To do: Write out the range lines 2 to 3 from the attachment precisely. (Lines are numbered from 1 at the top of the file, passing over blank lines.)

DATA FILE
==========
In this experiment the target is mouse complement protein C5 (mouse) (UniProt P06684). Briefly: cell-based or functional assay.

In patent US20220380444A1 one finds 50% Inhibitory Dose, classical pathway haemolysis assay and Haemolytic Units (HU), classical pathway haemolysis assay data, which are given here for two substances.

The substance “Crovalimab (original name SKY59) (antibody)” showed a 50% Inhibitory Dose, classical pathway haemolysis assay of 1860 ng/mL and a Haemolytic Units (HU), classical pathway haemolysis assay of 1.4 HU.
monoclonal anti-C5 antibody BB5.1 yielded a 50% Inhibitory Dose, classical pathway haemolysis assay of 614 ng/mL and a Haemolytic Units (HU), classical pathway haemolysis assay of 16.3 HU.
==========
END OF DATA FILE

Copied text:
In patent US20220380444A1 one finds 50% Inhibitory Dose, classical pathway haemolysis assay and Haemolytic Units (HU), classical pathway haemolysis assay data, which are given here for two substances.

The substance “Crovalimab (original name SKY59) (antibody)” showed a 50% Inhibitory Dose, classical pathway haemolysis assay of 1860 ng/mL and a Haemolytic Units (HU), classical pathway haemolysis assay of 1.4 HU.